Like feminist theory, race theory, and queer theory, disability theory calls attention to the ways that literature relates to a historically oppressed and marginalized group. The field of disability studies started to gain traction toward the end of the twentieth century, when people with bodily differences began to see themselves as an allied minority and lobbied for civil-rights legislation. It builds upon the work of earlier scholars of the body, including Erving Goffman on stigma (1963, Stigma), Leslie Fiedler on freaks (1978, Freaks), and Michel Foucault on disease, madness, and biopower. It also draws upon and complicates feminist, racial, marxist, queer, postcolonial, and postmodern approaches (see MODERNIS). Disability theory emphasizes a shift away from medical discourse to how the cultures around disabled people determine what physical differences mean; it particularly focuses on language and social values.
One aim of disability theory has been to explore the functions of the countless disabled figures in literature. From Mary Shelley's deformed creature in Frankenstein (1818) to Charles Dickens's blind Bertha Plummer, in The Cricket on the Hearth (1846); from the one-legged Ahab, in Herman Melville's Moby Dick (1851), to the deaf John Singer, in Carson McCuller's The Heart is a Lonely Hunter (1940); from Okonkwo's stutter, in Chinua Achebe's Things Fall Apart (1958), to the shrinking Senator Trueba, in Isabel Allende's The House of the Spirits (1985), disability appears in novels from every tradition. Critics have pointed out that disabled characters frequently have symbolic or metaphoric significance; they serve as figures of evil or innocence, function as empty receptacles for the human emotions of non-disabled characters, appear inscrutable or ineffable, or offer some kind of insight. However, they typically reveal little about the lived experience of disabled people.
Disability theory also illuminates how disabled characters contribute to the formation of normalcy. Lennard J. Davis asserts that nineteenth- and twentieth-century realist novels consistently uphold middle-class norms and use disabled figures or tropes to buttress this hegemonic ideology (1995). Adding to these ideas, David Mitchell and Sharon Snyder point out that disabled characters in literature sometimes present a problem that both initiates the narrative and demands to be redressed, usually through a cure, rehabilitation, or extermination, so that normal order is restored (53—54).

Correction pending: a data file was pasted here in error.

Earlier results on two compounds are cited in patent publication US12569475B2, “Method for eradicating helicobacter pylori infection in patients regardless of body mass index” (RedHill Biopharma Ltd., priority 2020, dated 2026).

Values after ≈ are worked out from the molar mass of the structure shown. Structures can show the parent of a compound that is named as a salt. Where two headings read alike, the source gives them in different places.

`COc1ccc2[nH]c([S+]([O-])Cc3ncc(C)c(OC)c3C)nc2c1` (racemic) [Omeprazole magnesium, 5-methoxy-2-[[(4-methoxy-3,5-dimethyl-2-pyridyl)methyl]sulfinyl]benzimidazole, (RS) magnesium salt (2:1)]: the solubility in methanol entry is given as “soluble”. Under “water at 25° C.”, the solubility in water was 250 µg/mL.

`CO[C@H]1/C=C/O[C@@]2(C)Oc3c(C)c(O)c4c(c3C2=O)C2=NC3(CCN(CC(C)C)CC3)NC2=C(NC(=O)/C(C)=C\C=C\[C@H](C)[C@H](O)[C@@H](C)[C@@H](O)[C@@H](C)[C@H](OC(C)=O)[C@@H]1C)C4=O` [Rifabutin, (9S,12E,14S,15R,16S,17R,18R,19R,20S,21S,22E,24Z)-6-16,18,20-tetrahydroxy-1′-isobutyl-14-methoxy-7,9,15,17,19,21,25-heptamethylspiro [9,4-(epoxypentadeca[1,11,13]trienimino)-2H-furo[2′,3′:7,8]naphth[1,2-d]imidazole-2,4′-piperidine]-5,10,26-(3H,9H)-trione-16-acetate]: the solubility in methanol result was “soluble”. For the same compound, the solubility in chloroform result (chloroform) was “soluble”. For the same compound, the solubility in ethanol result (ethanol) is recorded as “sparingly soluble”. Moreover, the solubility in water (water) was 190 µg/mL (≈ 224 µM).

In addition, disability theory seeks to encourage and retrieve disabled writing. For example, scholars have explored how the disabilities of canonical authors, like Flannery O'Connor (Mitchell and Snyder)and Samuel Beckett (Quayson), shaped their work. They also recover lesser-known disabled writers whose output provides a valuable counterpoint to dominant narratives (see, e.g., C. Krentz, 2007, Writing Deafness).
Disability theory addresses questions of how disability should be defined, sheds new light on the conflict between biological essentialism and social constructionism, and considers intriguing intersections between disability and race, gender, class, sexuality, and nationality. As Ato Quayson notes, disability resonates on “a multiplicity of levels simultaneously” in novels (28). By revealing these levels, disability theory adds to the understanding of literature and literary theory, resists ableism, and promotes social equality.
SEE ALSO: Class, Melodrama, Realism, Sexuality.
1. Davis, L.J. (1995), Enforcing Normalcy.
2. Davis, L.J., ed. (2006), Disability Studies Reader, 2nd ed.
3. Mitchell, D.T. and Snyder, S.L., eds. (2000), Narrative Prosthesis.
4. Quayson, A. (2007), Aesthetic Nervousness.
5. Snyder, S.L., B.J. Brueggemann, and R.G. Thomson, eds. (2002), Disability Studies.